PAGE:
TBB: That’s great.

X: Yeah. It’s funny, because the women at the end of the song singing opera — and I don’t think I’ve ever told anyone this — Aisha Campbell, was my roommate and co-worker when I first moved to San Francisco, and started doing the marches and stuff like that. She’s a trained opera singer, and she got her MBA at the Conservatory. So we were roomies, and living and struggling together, all throughout this period working up to making the album.

TBB: Do you have hobbies outside of music?

X: Yeah, absolutely. I paint, I draw, I’ve been known to sew people’s clothes back together, I knit...painting and drawing are hobbies of mine that I’m really passionate about. Writing poetry plays a role. [I] go to good shows, [hang] with the kids.

TBB: Are you writing new music right now?

X: Yeah. I had a week in February, where a homie [from] Chicago came through, and we wrote and recorded the skeleton of a piece. It’s four songs...called Nothing That Come Will Stay. That includes a disco track, a couple of soul tracks, and a guitar track that I’m really excited about.

I’m writing right now, a lot more, because a couple of members [from the group] moved back to the Bay Area. We’ve been doing a whole lot of writing on the beginnings of an album. We released an EP as a group, The People’s Tree. We put an EP out on Solidarity Records like a year and a half ago. And did a bunch of shows for a while — that was as a five-piece, because [one of the members] moved away — now everybody is back [...] in fact, most of them are moving into my house pretty soon [laughs]. It’s gonna be really great, I’m excited. These brothers are like my heroes — they’re the best musicians I know.

TBB: You mentioned having a disco track, a soul track — in general, the music you make is very varied. What inspires you?

X: I just re-discovered this song by Stevie Wonder called, “I’m Free,” and he says "I’m free to be  sure of what I am and what I need not be." I have learned a lot from others telling me that I should stick to one thing, or that I won’t be able to translate more than one idea. I learned about who I “need not be,” through knowing better and experimenting, and trying things out...

I co-produced my album, [and] I always have to have my hands in the decisions. I wanted to be a musician because I love listening to music. My father plays all sorts of Afro-Cuban music and Brazilian instruments; his dad was a musician, my mom’s dad and my mom were both musicians — so it’s been around forever. They’re older parents, so...I got a lot of '50s, '60s, '70s vibe when I was younger. My context is hip-hop and the essence of hip-hop is flipping things that pretty much already are. So that’s what I do.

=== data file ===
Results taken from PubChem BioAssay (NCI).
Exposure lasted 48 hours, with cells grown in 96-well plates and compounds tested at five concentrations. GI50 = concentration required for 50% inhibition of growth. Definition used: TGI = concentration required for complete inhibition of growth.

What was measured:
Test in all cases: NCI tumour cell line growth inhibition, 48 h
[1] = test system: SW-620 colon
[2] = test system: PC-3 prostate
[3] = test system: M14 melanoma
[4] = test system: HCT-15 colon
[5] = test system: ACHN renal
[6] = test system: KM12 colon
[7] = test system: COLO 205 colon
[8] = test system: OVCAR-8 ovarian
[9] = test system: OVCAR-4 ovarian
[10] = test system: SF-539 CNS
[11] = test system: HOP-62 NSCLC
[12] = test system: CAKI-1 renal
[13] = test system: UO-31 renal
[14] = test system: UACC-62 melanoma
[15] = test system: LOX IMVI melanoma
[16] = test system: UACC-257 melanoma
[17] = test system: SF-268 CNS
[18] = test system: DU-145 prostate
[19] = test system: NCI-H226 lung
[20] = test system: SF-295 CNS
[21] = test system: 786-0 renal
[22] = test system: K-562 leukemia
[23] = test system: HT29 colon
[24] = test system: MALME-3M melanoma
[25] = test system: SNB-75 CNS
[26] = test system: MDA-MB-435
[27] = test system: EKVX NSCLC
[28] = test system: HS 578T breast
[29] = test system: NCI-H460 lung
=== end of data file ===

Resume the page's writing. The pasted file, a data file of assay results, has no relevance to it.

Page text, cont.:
TBB: You’ve mentioned Stevie Wonder several times...

X: Have I? [Laughs]

TBB: You have — so I’m wondering if you remember the first time you listened to Stevie Wonder.

X: Wow, nobody has ever asked me that before...Yep, I do. I probably don’t remember actually the first moment I listened to Stevie Wonder — my mother was probably playing him when I was in utero — but my first memory of Stevie Wonder was when I was six or seven, and we were in a school in Berkeley that required everyone to take the drama course, which included a lot of different musicals with popular songs strewn through them. Stevie Wonder’s “As” was one of the songs [we sung], so we all had to sing the different parts ...I’ll just never forget that. Realizing those words, as a child so young, and actually having to learn them and say them over and over and practice — those words are drilled in my memory.

TBB: I wanted to talk to you about some of the lyrics on Seven-Nineteen. One of the lyrics that stands out to me comes early on the album, and it’s “can’t appreciate the cleanest game played in the mud,” on “The Glue.” I think that’s a really interesting metaphor, so I was wondering how you came to it and what it means.

X: That is something that I’ve said for a really long time...you can’t appreciate the clean, if you ain’t lived in the mud. It’s like a yin and yang thing: There is always a drop of white in the black, and always a drop of black in the mud. If you know one without the other, that one will seem strange. I’m basically alluding to the balance [between them], while also trying to encourage people to go through the mud: Live in it, be in it, be where they are. Soak in it and remember, so that when you’re in a clean space, it’s clear.

TBB: Another lyric that seems straightforward, but I actually thought was very complicated, is on “Mic Check,” when you say "can you hear yourself on the microphone.” To me, that reads like a very interesting question about recognizing yourself, and personhood — so I’m wondering about the process behind that lyric, as well.

X: It was kind of funny, because it came in that deep, but that chorus in particular came together quite literally when I was doing a mic check [laughs]. I was just kind of on the mic [sings]...that was the first part, and then the second part came later, when I was at home...that line was a product of being in a vulnerable state, when you’re putting yourself out there. I get caught up in what I’m giving to other people, or what I want to give to other people — it’s kind of like living as a vessel...but I need to hear myself. For me, [I think], 'OK, what can I give people?' I can give people my best self. I can’t sing if I can’t hear myself in the monitor, you know what I’m saying?

TBB: Can you tell me about the album cover for Seven Nineteen?

X: That’s me and my mom, the day I was born. So seven-nineteen is actually my birthday, July 19th. It started coming up for me as a timestamp, and then I started intentionally making it a moment, like: 'You’re exactly where you need to be'...a lot of my music, and a lot of what has happened in my life, has evolved from the help and wisdom of my mother, so I couldn’t think of a better person to put on the front of my album.

2017 Southside Festival
Sol Development, Le Vice, Crashing Hotels, Xiomara, Jay Stone, Siri & more
1439a Egbert St. San Francisco
April 29, 2017
12pm, FREE (all ages)